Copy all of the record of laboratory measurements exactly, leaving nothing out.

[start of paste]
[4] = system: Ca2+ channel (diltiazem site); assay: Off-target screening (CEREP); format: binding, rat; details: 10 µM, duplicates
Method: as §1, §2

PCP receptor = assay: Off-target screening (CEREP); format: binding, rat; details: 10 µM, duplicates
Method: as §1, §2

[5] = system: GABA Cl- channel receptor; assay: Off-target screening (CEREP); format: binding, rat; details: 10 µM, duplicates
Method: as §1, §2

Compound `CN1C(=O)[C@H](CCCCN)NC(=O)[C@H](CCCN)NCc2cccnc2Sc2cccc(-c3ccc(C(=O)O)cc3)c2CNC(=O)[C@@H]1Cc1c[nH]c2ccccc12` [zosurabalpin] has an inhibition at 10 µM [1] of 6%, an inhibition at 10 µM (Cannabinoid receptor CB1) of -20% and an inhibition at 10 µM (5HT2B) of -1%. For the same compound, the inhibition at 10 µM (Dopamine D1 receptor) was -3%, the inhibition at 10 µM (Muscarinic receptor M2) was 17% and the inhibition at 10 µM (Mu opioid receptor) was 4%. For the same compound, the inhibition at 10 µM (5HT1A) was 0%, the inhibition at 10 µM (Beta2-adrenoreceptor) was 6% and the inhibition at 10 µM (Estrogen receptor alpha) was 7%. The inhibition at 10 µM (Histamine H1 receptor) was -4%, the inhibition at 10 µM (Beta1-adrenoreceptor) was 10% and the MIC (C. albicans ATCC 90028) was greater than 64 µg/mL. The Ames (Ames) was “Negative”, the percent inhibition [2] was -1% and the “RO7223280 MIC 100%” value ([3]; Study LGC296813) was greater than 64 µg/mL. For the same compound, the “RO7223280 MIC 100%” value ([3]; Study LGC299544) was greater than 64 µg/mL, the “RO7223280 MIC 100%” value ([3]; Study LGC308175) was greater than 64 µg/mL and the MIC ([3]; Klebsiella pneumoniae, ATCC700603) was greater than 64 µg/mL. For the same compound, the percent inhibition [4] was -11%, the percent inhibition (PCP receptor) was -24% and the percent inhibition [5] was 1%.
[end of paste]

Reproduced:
[4] = system: Ca2+ channel (diltiazem site); assay: Off-target screening (CEREP); format: binding, rat; details: 10 µM, duplicates
Method: as §1, §2

PCP receptor = assay: Off-target screening (CEREP); format: binding, rat; details: 10 µM, duplicates
Method: as §1, §2

[5] = system: GABA Cl- channel receptor; assay: Off-target screening (CEREP); format: binding, rat; details: 10 µM, duplicates
Method: as §1, §2

Compound `CN1C(=O)[C@H](CCCCN)NC(=O)[C@H](CCCN)NCc2cccnc2Sc2cccc(-c3ccc(C(=O)O)cc3)c2CNC(=O)[C@@H]1Cc1c[nH]c2ccccc12` [zosurabalpin] has an inhibition at 10 µM [1] of 6%, an inhibition at 10 µM (Cannabinoid receptor CB1) of -20% and an inhibition at 10 µM (5HT2B) of -1%. For the same compound, the inhibition at 10 µM (Dopamine D1 receptor) was -3%, the inhibition at 10 µM (Muscarinic receptor M2) was 17% and the inhibition at 10 µM (Mu opioid receptor) was 4%. For the same compound, the inhibition at 10 µM (5HT1A) was 0%, the inhibition at 10 µM (Beta2-adrenoreceptor) was 6% and the inhibition at 10 µM (Estrogen receptor alpha) was 7%. The inhibition at 10 µM (Histamine H1 receptor) was -4%, the inhibition at 10 µM (Beta1-adrenoreceptor) was 10% and the MIC (C. albicans ATCC 90028) was greater than 64 µg/mL. The Ames (Ames) was “Negative”, the percent inhibition [2] was -1% and the “RO7223280 MIC 100%” value ([3]; Study LGC296813) was greater than 64 µg/mL. For the same compound, the “RO7223280 MIC 100%” value ([3]; Study LGC299544) was greater than 64 µg/mL, the “RO7223280 MIC 100%” value ([3]; Study LGC308175) was greater than 64 µg/mL and the MIC ([3]; Klebsiella pneumoniae, ATCC700603) was greater than 64 µg/mL. For the same compound, the percent inhibition [4] was -11%, the percent inhibition (PCP receptor) was -24% and the percent inhibition [5] was 1%.